On the Town: Going out tonight? Club 1220 urges you to Kick Back and Relax with DJs Mike and Stephen. Rather stay on your feet? Then test your skills in the pool tournament.

Hardly Working: You've got time. We know how to waste it. Check out this video of a CNN reporter getting smacked around by giant flying Asian carp.

Feed Us: Got an East Bay news tip, photo, video, or link we need to know about? E-mail us.

Local Academic's Blog Generates Premature Controversy

by Jeremy Singer-Vine
Thu, Jun 28, 2007 at 12:10 AM

Berkeley PhD candidate Danah Boyd, has the web astir after she posted an informal essay on her blog about the class divisions associated with the popular social-networking sites Facebook and MySpace. Boyd, who is already among the most prominent of academics of the Internet's social sphere, posted the essay on Sunday. On Monday morning, the BBC reported on Boyd's "conclusions", and by midday Monday, nearly 100,000 readers had flocked to Boyd's original entry. Though many have written in support of the essay, others have taken major offense, calling the work "racist" and academically unsound. Boyd sees the negativity towards her essay as a product of its misrepresentation in the press--specifically in the BBC's "hugely problematic" coverage of her essay--which she says referred to the essay as a final product of academic research, rather than the exploratory mid-process musing it was meant to be. On Wednesday, Boyd--apparently inundated with requests from the press--posted this missive to her blog:

Dear esteemed members of the press, I am in the field collecting data and then will be attending a conference. I am not able to respond right now. Do not call my house phone. Do not pester my department. And do *NOT* hound my subletter. All press inquiries should be sent to press [at] When I can, I respond. When I can't, I don't. Do not use other email addresses - I check the press one from my phone and answer them in order when I have spare cycles. Other requests are typically ignored. The BBC coverage of my blog essay is hugely problematic. If you want to discuss what I've written, please read the essay itself. This is not a formal report. This is a blog essay based on observations from the field. And this is not a 6-month study; it is a 4-year study with a tide shift that I've noticed in the last 6 months. Again, read the essay. At some point, I will turn this into a formal article, but this is not that. Cover it as you see fit, but do not call it a report. Thank you, THE MANAGEMENT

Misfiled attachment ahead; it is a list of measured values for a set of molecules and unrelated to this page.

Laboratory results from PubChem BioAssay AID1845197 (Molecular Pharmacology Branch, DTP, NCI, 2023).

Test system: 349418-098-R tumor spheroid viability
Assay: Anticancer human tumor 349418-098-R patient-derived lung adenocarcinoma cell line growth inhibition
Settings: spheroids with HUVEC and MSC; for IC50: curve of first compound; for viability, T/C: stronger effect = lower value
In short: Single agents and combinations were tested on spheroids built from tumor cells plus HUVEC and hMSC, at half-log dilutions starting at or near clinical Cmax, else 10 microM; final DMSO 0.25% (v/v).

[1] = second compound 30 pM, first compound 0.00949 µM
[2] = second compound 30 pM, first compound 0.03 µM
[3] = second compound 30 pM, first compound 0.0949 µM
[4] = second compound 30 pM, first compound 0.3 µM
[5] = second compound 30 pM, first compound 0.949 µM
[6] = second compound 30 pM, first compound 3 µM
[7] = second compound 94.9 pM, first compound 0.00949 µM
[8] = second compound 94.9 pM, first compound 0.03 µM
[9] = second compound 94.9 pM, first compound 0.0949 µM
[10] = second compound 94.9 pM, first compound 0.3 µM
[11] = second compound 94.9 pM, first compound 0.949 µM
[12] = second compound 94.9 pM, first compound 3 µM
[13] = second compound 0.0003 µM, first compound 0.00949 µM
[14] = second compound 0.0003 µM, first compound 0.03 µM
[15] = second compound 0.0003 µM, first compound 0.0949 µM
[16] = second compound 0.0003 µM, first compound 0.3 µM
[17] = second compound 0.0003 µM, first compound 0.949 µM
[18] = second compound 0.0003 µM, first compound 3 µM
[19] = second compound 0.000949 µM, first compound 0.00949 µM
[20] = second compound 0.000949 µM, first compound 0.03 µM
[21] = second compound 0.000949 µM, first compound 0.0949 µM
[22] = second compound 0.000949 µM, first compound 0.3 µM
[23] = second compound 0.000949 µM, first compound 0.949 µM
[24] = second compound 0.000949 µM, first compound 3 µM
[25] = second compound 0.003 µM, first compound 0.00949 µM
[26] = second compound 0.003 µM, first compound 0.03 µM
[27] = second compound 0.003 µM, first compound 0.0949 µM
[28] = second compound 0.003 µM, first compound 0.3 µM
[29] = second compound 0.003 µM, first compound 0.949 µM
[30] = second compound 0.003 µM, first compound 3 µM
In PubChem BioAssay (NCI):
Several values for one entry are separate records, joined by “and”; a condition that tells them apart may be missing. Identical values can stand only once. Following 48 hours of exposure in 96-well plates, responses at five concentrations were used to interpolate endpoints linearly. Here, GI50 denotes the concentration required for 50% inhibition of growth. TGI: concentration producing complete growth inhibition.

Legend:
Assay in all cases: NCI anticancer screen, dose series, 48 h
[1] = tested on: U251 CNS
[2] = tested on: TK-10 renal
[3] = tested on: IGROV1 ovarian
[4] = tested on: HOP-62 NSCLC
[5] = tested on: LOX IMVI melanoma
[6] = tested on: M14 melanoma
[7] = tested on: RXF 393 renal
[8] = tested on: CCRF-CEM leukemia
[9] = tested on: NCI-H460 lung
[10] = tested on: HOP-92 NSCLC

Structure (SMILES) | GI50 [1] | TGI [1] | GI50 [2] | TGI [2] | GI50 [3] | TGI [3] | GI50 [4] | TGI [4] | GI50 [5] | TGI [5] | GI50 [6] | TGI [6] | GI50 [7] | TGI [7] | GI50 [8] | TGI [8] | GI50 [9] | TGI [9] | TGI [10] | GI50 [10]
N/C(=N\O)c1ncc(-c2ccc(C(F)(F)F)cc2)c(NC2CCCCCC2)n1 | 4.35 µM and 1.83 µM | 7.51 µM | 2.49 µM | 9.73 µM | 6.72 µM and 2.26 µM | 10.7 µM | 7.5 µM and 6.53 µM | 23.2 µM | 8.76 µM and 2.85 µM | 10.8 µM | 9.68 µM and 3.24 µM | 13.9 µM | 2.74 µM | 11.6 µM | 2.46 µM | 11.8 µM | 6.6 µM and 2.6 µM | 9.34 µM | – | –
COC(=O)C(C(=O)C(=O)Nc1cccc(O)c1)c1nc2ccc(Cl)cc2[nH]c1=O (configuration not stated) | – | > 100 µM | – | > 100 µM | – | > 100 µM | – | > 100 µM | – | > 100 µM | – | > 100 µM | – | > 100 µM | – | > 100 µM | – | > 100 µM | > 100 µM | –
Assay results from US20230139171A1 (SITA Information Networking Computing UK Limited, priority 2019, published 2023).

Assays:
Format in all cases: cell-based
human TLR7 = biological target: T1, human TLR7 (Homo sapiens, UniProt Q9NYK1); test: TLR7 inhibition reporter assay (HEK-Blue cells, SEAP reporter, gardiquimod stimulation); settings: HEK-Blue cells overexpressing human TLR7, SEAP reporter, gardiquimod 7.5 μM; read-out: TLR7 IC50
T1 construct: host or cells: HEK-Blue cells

Wednesday, June 27, 2007

The East Bay Today: June 27, 2007

Wed, Jun 27, 2007 at 4:56 PM

Today's Top Event: "Wild Wednesdays" comedy night at Temescal Cafe.

Brainiac: Learn something new every day. Today's lecture: Through Deaf Eyes Screening and Discussion. Two-hour PBS documentary traces deaf citizens' perspectives on family life, education, and work at the Rockridge Branch of the Oakland Public Library.

Is It Lunch Yet? Express food critic John Birdsall recommends: Alekos Cafe in Orinda.

On the Town: Going out tonight? Perfect time for a good laugh at Sea Mi Restaurant and Bar's Wednesday Night Comedy show.

Hardly Working: You've got time. We know how to waste it. How many spider monkeys does a blue whale weigh? Check out this weird converter.

Feed Us: Got an East Bay news tip, photo, video, or link we need to know about? E-mail us.

You Write Too Long -- This Week's Cover Story Bite-Sized

by Kelly Vance
Wed, Jun 27, 2007 at 4:56 PM

This week, "God vs. Country": What's it going to be, Mao or Jesus? That's a simplified version of the dilemma facing students and scholars from China visiting in Berkeley, where a local church is actively preaching Christianity among the newcomers, hoping to sway them from a lifetime of atheism. The newly converted Chinese Christians face uncertainties when they return home from a society unused to competing ideologies, and there are reportedly even Chinese government spies among the students. Writer Lygia Navarro investigates.

Revealed: The Identities of All the New Owners of the East Bay Express

by Stephen Buel
Wed, Jun 27, 2007 at 4:56 PM

In the wake of the recent announcement that a small group of investors has purchased the East Bay Express and returned its independence, readers of this blog and other commentators have asked for more details about the nature of our new ownership team. When we announced the May 17 purchase, we revealed the names of four of our investors, including all three of the partners who work at the paper and also a fourth investor with relevant newspaper experience. But lest anyone assume that we are hiding anything related to the identity of our other colleagues, we are happy to formally introduce all our investors: